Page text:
India and Pakistan in terms of religion, politics, and physiography
There are several regions in South Asia; geographically, India and Pakistan belong to different regions (Blijde et al 271). While Pakistan belongs to the West region of the realm, India occupies the peninsular territory and the most mainland. Pakistan is located on the border between the Indian and the Eurasian tectonic plates. Its relief varies from plains (south) to mountains (north). India is located on the Indian tectonic plate. Most territory of India consists of plains; at the same time, on the northern border, the highest mountains in the World – Himalayas – are located.
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In India, Hinduism is prevalent. The realm was the “Hindu territory” for centuries; however, in the 10th century, the “tide” of Islam reached the realm, and many people converted. Today, in Pakistan, the majority of the citizens are Muslims; the majority of Indians are Hindu, though the percentage of the Muslim population is also quite high (about 15 percent) (275).
Pakistan is a federal democratic republic; it consists of 4 provinces (284). Islam is the official religion in the country. A neighborhood with Afghanistan and the Taliban influenced the political life of Pakistan; in 2001, after the events of September 11, the country had to choose between cooperation with the USA and the West, and neutrality. Pakistan joined the USA (285).
India is also a federation that includes 28 states, 6 Union Territories, and 1 National Capital Territory (286). Since independence was proclaimed, the country follows the democratic way of development; in its international relations, India intends to have “friendly” relations with most countries. India and Pakistan had a series of dramatic conflicts in the second half of the 20th century.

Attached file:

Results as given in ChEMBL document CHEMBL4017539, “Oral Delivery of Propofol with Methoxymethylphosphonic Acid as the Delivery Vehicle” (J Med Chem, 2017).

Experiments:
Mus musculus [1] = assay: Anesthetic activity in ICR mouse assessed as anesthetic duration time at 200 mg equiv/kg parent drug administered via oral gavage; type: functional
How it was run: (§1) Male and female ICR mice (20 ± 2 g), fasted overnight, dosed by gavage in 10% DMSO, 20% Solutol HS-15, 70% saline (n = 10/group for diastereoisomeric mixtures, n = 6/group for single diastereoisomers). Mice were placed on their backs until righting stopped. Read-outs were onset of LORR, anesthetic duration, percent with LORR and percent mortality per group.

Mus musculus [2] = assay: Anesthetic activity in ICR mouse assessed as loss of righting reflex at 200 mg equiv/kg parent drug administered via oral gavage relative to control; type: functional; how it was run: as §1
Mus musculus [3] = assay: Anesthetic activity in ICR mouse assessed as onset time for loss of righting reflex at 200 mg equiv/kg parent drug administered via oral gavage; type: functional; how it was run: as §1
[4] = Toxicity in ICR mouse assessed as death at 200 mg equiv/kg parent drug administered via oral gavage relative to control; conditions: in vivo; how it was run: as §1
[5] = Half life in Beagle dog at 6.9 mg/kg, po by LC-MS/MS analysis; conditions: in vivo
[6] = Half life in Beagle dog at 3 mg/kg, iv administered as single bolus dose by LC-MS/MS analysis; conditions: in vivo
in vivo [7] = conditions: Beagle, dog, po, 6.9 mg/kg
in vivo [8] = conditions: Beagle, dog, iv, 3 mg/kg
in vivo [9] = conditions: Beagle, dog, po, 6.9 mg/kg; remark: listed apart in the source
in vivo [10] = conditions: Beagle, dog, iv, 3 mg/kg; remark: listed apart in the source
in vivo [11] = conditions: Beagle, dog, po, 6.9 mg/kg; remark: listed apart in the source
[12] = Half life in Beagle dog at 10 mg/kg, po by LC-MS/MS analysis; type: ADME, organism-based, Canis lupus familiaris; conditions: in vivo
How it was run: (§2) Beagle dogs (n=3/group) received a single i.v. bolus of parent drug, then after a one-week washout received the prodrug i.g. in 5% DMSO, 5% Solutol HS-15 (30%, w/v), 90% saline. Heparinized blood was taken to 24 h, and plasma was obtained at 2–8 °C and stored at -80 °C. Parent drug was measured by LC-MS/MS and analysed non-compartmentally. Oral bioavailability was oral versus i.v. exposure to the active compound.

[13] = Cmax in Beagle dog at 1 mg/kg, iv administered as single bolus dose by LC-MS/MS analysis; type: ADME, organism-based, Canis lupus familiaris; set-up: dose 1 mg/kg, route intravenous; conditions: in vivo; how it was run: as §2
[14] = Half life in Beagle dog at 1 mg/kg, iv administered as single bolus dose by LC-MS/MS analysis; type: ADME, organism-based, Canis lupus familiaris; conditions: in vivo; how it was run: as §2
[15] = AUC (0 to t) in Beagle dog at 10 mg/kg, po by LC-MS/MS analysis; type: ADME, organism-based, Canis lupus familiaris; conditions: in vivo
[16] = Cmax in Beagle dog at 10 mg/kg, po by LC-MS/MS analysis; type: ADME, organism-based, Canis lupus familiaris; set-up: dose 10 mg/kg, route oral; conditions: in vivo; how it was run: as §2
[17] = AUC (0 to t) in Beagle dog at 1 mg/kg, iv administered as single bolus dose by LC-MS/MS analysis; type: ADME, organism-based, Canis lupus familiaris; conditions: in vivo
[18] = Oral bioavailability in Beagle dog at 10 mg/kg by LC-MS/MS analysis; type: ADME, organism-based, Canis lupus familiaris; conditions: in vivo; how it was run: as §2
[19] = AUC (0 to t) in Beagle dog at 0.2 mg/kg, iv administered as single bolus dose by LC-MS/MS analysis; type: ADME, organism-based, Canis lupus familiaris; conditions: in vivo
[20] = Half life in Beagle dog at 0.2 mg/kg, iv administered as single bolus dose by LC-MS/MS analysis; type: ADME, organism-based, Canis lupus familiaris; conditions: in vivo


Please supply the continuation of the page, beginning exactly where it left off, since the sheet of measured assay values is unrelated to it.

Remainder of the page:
India’s barriers towards a stable democratic society
Today, several “divides” exist in India: the cast divide, the “rich versus poor” divide, the “city versus village” divide, the religious divide. In my opinion, the basis of India’s divides is the caste system that existed in the country for centuries. Today, despite casts still exist in society, their importance gradually reduces. This gives broader opportunities for people from the “lower” casts. The second important factor is globalization.
India is significantly involved in global processes, which assists in the country’s development. Finally, the third factor is the growing standard of living: despite the gap between the poor and the rich exists, the life of poor citizens improves. Together these three factors will gradually weaken India’s divides. The country should support democratic initiatives in society and provide broad opportunities for poor citizens. Education will play a significant role in this process. The religious groups should be granted their freedom of worship so that each can recognize the other with total respect.
Blijde, Harm J., Peter O. Muller, and Antoinette Winklerprins. The World Today: Concepts and Regions in Geography. 4th ed. USA: John Wiley & Sons, 2008. Print.
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